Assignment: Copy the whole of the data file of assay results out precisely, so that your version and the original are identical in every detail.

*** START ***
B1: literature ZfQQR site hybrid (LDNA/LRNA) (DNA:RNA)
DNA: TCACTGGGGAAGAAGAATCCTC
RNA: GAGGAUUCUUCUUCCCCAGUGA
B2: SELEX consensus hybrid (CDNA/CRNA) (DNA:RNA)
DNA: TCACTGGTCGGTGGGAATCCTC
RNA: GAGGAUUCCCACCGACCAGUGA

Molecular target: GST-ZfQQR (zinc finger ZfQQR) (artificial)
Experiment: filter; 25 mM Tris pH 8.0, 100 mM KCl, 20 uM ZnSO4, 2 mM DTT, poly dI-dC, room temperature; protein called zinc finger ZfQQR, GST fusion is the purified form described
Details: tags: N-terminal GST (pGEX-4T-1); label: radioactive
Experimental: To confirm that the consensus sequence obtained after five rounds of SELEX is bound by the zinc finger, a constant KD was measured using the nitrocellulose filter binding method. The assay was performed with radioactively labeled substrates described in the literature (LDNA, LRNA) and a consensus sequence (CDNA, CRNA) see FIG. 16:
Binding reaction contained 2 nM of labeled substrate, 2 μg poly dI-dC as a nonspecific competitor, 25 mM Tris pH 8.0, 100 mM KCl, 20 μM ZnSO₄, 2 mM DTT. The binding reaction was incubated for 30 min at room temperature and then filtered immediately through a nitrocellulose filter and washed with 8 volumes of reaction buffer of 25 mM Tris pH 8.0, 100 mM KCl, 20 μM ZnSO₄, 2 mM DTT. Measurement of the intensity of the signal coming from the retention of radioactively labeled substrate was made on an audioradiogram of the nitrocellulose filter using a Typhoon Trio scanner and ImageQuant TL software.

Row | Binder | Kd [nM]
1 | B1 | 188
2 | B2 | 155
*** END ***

B1: literature ZfQQR site hybrid (LDNA/LRNA) (DNA:RNA)
DNA: TCACTGGGGAAGAAGAATCCTC
RNA: GAGGAUUCUUCUUCCCCAGUGA
B2: SELEX consensus hybrid (CDNA/CRNA) (DNA:RNA)
DNA: TCACTGGTCGGTGGGAATCCTC
RNA: GAGGAUUCCCACCGACCAGUGA

Molecular target: GST-ZfQQR (zinc finger ZfQQR) (artificial)
Experiment: filter; 25 mM Tris pH 8.0, 100 mM KCl, 20 uM ZnSO4, 2 mM DTT, poly dI-dC, room temperature; protein called zinc finger ZfQQR, GST fusion is the purified form described
Details: tags: N-terminal GST (pGEX-4T-1); label: radioactive
Experimental: To confirm that the consensus sequence obtained after five rounds of SELEX is bound by the zinc finger, a constant KD was measured using the nitrocellulose filter binding method. The assay was performed with radioactively labeled substrates described in the literature (LDNA, LRNA) and a consensus sequence (CDNA, CRNA) see FIG. 16:
Binding reaction contained 2 nM of labeled substrate, 2 μg poly dI-dC as a nonspecific competitor, 25 mM Tris pH 8.0, 100 mM KCl, 20 μM ZnSO₄, 2 mM DTT. The binding reaction was incubated for 30 min at room temperature and then filtered immediately through a nitrocellulose filter and washed with 8 volumes of reaction buffer of 25 mM Tris pH 8.0, 100 mM KCl, 20 μM ZnSO₄, 2 mM DTT. Measurement of the intensity of the signal coming from the retention of radioactively labeled substrate was made on an audioradiogram of the nitrocellulose filter using a Typhoon Trio scanner and ImageQuant TL software.

Row | Binder | Kd [nM]
1 | B1 | 188
2 | B2 | 155